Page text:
Someone once said that they will confess if you torture the data enough. Even still, it is difficult to manipulate the data to the point where you can justify the White House’s student loan handout. Simply put, the numbers do not add up.
The claim is that nearly all graduates are under crushing levels of inescapable debt that will burden them for years, if not the rest of their lives. Therefore, widespread “forgiveness” is necessary to save these borrowers. Yet even a cursory review of the numbers is enough to blow holes below the waterline of the White House’s student loan handout.
First and foremost, debt forgiveness is a euphemism; debt can only be truly forgiven by the creditor. All a third party, like the federal government, can do is transfer the debt. In this case, the White House is trying to transfer that student loan debt to you, the taxpayer, to bail out the borrowers.
So, who are these borrowers? They are, on average, demonstrably better off than the average American. More than half the student loan debt is held by households with graduate degrees, including lawyers, doctors and many other high-earning professionals. The median annual income of professional degree holders is about $97,000—almost twice the median worker’s income. Earners with a college degree or higher have seen their wages keeping up with inflation since the pandemic, while the average worker has seen a real wage decline of about 5 percent.
And college graduates have much better prospects of finding one of those higher-paying jobs. The unemployment rate for college graduates is down to 1.9 percent; there are only a few times in history when it has been below that. There are 3.7 million more college graduates working today than in February 2020, before the pandemic. A student loan handout would have been wrong before the pandemic. It’s egregious now.
The White House’s student-loan handout is a solution in search of a problem. That is not to say higher education and the student-loan market are problem-free—far from it. It is laughable that the idea that bailing out borrowers with almost no restrictions will address any structural concerns with higher education financing. Rather, this unconstitutional program will transfer up to $40,000 of debt from households making as much as a quarter million dollars a year.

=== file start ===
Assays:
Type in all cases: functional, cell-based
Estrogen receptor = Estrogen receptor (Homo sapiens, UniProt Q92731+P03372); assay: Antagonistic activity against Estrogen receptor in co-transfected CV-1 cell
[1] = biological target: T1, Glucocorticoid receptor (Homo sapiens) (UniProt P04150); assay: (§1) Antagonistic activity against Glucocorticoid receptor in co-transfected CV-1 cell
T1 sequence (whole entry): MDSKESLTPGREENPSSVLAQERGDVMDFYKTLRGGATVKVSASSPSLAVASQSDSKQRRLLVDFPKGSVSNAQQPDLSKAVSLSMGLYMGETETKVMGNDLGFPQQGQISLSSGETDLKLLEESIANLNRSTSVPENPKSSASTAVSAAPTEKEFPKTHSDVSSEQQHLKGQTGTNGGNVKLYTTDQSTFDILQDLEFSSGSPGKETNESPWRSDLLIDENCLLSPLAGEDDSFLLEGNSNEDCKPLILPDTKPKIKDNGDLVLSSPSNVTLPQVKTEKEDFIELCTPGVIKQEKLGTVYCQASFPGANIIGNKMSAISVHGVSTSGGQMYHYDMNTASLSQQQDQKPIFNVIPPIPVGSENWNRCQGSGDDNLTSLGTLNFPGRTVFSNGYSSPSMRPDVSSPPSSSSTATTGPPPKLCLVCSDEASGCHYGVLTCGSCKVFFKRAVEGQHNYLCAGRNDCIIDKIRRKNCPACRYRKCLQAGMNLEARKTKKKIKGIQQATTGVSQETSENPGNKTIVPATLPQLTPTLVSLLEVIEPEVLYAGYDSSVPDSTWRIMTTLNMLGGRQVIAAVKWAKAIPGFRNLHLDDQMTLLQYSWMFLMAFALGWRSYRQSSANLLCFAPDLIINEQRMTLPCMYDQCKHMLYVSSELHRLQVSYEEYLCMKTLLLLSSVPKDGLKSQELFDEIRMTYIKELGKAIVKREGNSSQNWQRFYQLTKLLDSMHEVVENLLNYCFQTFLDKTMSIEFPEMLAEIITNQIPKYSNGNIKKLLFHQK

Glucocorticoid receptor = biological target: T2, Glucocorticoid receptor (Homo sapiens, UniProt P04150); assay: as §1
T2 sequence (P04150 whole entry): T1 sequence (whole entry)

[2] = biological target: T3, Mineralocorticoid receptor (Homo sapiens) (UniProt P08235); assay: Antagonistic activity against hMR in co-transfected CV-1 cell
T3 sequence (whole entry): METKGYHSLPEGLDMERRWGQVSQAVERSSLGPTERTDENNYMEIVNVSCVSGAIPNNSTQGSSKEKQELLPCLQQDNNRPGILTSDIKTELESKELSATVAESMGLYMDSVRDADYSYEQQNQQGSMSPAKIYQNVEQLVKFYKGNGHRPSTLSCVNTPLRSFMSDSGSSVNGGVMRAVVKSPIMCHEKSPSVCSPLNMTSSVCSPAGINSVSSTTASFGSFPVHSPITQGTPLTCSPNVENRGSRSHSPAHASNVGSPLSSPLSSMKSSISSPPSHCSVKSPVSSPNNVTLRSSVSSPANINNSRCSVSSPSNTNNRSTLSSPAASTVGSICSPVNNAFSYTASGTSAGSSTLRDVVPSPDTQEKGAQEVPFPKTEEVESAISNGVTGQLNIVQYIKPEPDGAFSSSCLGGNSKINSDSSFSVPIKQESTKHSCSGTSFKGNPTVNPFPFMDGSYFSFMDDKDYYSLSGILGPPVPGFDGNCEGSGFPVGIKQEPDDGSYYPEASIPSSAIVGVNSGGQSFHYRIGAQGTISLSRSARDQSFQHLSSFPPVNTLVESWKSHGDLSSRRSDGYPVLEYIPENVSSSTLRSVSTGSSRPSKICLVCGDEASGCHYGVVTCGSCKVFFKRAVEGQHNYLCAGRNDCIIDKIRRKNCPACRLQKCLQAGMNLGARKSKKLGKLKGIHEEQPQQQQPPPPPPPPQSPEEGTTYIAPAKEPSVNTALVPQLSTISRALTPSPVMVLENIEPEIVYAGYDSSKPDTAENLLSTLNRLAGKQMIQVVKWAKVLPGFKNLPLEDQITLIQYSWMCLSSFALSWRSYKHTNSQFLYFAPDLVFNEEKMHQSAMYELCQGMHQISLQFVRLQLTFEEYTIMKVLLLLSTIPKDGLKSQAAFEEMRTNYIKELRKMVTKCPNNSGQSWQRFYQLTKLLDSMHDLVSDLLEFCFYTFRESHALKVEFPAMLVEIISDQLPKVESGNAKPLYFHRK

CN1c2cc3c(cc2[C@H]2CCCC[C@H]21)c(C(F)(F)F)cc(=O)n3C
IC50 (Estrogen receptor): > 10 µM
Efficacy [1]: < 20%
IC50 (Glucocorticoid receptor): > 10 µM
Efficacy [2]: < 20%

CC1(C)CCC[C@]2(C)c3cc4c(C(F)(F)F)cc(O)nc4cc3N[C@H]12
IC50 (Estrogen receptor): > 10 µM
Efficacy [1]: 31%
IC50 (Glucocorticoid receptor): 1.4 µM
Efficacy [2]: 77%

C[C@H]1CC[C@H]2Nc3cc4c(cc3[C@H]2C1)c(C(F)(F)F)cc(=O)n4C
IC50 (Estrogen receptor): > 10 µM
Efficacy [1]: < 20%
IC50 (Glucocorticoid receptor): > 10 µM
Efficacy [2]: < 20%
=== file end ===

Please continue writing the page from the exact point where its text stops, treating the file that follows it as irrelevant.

The rationale behind this transfer of student-loan debt does not even pass the smell test. It is being sold as a device to aid the less fortunate, but it is really a transfer of tax dollars from lower-income earners to higher-income earners. If the higher-income earners need this handout, then surely the lower-income earners need an even larger handout. Instead, those with less will be forced to give to those with more.
How much more? The pause on interest alone, which has been in place for more than two and a half years, will cost the taxpayer $170 billion before any “forgiveness” even takes place. Meanwhile, the White House hasn’t even bothered to calculate the expected cost of its student-loan handout, which multiple empirical models peg at more than $500 billion.
The White House’s plan also reduces how much new borrowers will have to repay and guarantees future handouts. The cost to taxpayers will only escalate as time passes, especially since colleges and universities now have an incentive to charge even higher tuitions, with the knowledge that larger loan balances will be assumed by the taxpayer.
President Biden’s student-loan handout is an incredibly inefficient use of tax dollars and is entirely unnecessary. High-income earners should not be bailed out of debt into which they willingly went to fund educational opportunities that enabled them to earn their higher income.
Despite the rhetoric, the White House’s plan does nothing to make higher education more affordable. Instead, it incentivizes irresponsible behavior on the part of borrowers, lenders and schools—precisely the opposite of its claims. But no matter what rhetoric or euphemisms are used, two and two will never make five, and a student-loan bailout will never make fiscal sense.
This piece originally appeared in Inside Sources